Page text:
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Thread: Requiring places to be "on the grid"?

  1. #1

    Requiring places to be "on the grid"?

    Our college is starting to really drill sustainability into it's architecture students. We've already heard stories about successful sustainable sites.

    However, I recently heard a story about a group of people that wanted to basically live as green as possible and almost like Native Tribes... However the local government stepped in and was upset that these people weren't a part of the "grid" and weren't tapped into the water supply or power supply. (Not to mention they didn't have a main road leading to them)

    Should this be stopped? Should we stop requiring places to be connected to the "grid"? Isn't all this just a convenience rather than an absolute necessity?

    Shouldn't cities not have a say in whether a building is connected or not?

  2. #2
    Cyburbian
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    Dynamic Grids a Better Optinon than Off the Grid

    In my opinion, living technologically and green are not mutually exclusive. Dynamic, local, de-centralized electrical grids using renewable energy are a green technological solution that can help mainstream communities become more green. Some attempts at being green seem a bit escapist to me.

    As far as requiring communities to be connected, policy models for the instance you mention might be available from communities who live in alongside communities such as the Amish. The Amish limit their technological participation for their ideals. The community you mention also structures their technological participation because of their ideals.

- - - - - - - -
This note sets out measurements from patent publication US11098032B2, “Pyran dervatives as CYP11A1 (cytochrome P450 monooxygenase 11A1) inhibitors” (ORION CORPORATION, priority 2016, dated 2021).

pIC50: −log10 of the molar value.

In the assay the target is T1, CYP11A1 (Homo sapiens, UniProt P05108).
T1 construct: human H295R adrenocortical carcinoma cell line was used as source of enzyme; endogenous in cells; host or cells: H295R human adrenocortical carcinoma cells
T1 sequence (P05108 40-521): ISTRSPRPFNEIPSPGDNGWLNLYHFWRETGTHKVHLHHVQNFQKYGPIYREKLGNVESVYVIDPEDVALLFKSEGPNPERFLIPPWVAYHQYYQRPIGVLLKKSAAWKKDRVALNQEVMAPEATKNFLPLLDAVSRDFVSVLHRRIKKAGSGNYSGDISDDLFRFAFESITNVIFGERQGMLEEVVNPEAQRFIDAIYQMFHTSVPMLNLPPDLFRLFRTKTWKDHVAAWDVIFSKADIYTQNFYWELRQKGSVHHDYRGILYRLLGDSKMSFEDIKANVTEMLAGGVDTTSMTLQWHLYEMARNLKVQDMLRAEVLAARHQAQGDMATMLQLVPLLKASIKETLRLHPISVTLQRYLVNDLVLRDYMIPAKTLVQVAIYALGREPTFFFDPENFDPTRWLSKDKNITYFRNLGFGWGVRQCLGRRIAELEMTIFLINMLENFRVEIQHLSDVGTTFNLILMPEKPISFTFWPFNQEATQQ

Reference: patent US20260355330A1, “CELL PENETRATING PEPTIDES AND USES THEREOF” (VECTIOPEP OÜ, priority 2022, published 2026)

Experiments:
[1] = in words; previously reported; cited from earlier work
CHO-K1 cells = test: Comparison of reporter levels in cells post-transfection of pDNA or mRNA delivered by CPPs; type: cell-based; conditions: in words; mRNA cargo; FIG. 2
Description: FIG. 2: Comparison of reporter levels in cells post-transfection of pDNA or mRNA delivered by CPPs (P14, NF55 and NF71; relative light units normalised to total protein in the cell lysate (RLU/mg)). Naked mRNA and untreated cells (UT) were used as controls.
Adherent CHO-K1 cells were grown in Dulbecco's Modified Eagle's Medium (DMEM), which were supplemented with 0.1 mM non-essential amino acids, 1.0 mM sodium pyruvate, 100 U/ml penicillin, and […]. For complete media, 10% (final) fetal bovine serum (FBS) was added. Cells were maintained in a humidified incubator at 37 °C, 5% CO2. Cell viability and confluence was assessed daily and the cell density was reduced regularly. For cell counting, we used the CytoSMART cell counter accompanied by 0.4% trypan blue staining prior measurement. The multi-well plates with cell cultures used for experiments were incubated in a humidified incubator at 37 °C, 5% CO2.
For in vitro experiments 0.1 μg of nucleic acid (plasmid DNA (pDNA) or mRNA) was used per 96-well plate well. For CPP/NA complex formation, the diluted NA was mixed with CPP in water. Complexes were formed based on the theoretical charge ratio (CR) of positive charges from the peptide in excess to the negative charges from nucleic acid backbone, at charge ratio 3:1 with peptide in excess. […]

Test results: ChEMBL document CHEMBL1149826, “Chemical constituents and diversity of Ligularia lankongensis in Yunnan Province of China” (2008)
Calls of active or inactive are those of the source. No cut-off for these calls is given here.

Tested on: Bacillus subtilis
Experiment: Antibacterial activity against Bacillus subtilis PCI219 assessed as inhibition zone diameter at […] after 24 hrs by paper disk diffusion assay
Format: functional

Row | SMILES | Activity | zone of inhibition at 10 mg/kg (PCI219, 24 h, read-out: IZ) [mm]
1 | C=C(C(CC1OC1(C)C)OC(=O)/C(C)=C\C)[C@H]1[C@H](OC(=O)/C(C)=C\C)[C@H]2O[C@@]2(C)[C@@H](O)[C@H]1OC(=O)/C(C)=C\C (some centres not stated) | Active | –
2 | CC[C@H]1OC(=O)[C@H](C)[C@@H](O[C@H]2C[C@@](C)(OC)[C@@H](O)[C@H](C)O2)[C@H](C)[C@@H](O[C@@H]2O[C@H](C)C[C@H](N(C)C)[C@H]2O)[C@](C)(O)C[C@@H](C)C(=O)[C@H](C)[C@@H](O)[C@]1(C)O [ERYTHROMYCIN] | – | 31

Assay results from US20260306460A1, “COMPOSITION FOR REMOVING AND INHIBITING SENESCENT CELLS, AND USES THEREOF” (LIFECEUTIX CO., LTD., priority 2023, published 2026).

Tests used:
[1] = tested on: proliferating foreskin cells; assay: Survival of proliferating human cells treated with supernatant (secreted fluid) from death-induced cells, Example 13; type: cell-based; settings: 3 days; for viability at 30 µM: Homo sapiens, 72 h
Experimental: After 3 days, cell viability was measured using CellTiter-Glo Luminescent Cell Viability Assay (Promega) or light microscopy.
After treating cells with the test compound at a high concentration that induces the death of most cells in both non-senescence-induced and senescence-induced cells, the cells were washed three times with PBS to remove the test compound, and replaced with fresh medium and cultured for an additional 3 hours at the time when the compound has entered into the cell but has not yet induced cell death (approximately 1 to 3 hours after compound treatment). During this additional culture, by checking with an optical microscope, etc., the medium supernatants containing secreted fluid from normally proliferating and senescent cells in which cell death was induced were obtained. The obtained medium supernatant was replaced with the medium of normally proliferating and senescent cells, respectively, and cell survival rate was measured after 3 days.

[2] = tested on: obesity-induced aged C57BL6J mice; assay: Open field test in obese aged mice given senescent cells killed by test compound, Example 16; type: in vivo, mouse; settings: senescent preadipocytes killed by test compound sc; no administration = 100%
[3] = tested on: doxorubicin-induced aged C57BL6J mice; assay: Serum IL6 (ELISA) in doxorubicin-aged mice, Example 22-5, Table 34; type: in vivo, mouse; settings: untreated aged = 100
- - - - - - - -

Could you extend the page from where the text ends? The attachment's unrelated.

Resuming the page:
3. #3
    Cyburbian Plus
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    Quote Originally posted by HeartlandCityBoy View post
    However, I recently heard a story about a group of people that wanted to basically live as green as possible and almost like Native Tribes... However the local government stepped in and was upset that these people weren't a part of the "grid" and weren't tapped into the water supply or power supply. (Not to mention they didn't have a main road leading to them)
    It's impossible (at least for me) to comment without knowing the specifics. Would you provide a link? Thank you.

  4. #4
    Cyburbian Linda_D's avatar
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    Quote Originally posted by HeartlandCityBoy View post
    Our college is starting to really drill sustainability into it's architecture students. We've already heard stories about successful sustainable sites.

    However, I recently heard a story about a group of people that wanted to basically live as green as possible and almost like Native Tribes... However the local government stepped in and was upset that these people weren't a part of the "grid" and weren't tapped into the water supply or power supply. (Not to mention they didn't have a main road leading to them)

    Should this be stopped? Should we stop requiring places to be connected to the "grid"? Isn't all this just a convenience rather than an absolute necessity?

    Shouldn't cities not have a say in whether a building is connected or not?
    Whether a building or group of buildings is "connected" to the "grid" or not depends largely upon how much land the building sits on and how many people are going to inhabit it. The people living "off the grid" need to dispose of their sewage and garbage, and they need to get fresh water. They will also need some means of lighting their building after dark and of heating it in the winter if they live anywhere outside of the southernmost US, but that's probably more do-able than the sewage and water needs.